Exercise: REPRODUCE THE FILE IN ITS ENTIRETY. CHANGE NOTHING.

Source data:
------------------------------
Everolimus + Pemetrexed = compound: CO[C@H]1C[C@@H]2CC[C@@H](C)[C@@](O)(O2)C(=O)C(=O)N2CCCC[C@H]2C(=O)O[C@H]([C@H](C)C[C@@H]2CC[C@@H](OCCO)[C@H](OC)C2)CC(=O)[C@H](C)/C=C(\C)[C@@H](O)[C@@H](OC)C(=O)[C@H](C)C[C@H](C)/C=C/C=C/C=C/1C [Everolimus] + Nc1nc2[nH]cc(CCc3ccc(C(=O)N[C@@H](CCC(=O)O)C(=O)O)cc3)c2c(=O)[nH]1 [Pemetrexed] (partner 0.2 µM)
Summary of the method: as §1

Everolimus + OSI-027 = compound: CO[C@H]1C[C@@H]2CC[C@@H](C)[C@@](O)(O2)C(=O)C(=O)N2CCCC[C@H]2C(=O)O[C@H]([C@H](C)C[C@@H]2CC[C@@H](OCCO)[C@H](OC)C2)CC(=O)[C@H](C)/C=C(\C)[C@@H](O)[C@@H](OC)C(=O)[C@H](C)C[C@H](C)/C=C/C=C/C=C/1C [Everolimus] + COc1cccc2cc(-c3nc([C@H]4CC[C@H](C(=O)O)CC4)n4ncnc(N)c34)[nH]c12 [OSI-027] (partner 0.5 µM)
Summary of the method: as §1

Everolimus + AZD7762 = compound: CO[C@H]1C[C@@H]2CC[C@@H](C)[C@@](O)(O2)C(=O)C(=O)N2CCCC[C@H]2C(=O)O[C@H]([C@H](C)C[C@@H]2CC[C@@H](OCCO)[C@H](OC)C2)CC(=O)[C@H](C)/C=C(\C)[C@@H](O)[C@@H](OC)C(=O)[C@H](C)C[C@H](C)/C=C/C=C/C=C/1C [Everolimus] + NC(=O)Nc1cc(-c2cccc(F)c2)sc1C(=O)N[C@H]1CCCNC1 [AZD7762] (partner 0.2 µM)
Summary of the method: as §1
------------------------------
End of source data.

Everolimus + Pemetrexed = compound: CO[C@H]1C[C@@H]2CC[C@@H](C)[C@@](O)(O2)C(=O)C(=O)N2CCCC[C@H]2C(=O)O[C@H]([C@H](C)C[C@@H]2CC[C@@H](OCCO)[C@H](OC)C2)CC(=O)[C@H](C)/C=C(\C)[C@@H](O)[C@@H](OC)C(=O)[C@H](C)C[C@H](C)/C=C/C=C/C=C/1C [Everolimus] + Nc1nc2[nH]cc(CCc3ccc(C(=O)N[C@@H](CCC(=O)O)C(=O)O)cc3)c2c(=O)[nH]1 [Pemetrexed] (partner 0.2 µM)
Summary of the method: as §1

Everolimus + OSI-027 = compound: CO[C@H]1C[C@@H]2CC[C@@H](C)[C@@](O)(O2)C(=O)C(=O)N2CCCC[C@H]2C(=O)O[C@H]([C@H](C)C[C@@H]2CC[C@@H](OCCO)[C@H](OC)C2)CC(=O)[C@H](C)/C=C(\C)[C@@H](O)[C@@H](OC)C(=O)[C@H](C)C[C@H](C)/C=C/C=C/C=C/1C [Everolimus] + COc1cccc2cc(-c3nc([C@H]4CC[C@H](C(=O)O)CC4)n4ncnc(N)c34)[nH]c12 [OSI-027] (partner 0.5 µM)
Summary of the method: as §1

Everolimus + AZD7762 = compound: CO[C@H]1C[C@@H]2CC[C@@H](C)[C@@](O)(O2)C(=O)C(=O)N2CCCC[C@H]2C(=O)O[C@H]([C@H](C)C[C@@H]2CC[C@@H](OCCO)[C@H](OC)C2)CC(=O)[C@H](C)/C=C(\C)[C@@H](O)[C@@H](OC)C(=O)[C@H](C)C[C@H](C)/C=C/C=C/C=C/1C [Everolimus] + NC(=O)Nc1cc(-c2cccc(F)c2)sc1C(=O)N[C@H]1CCCNC1 [AZD7762] (partner 0.2 µM)
Summary of the method: as §1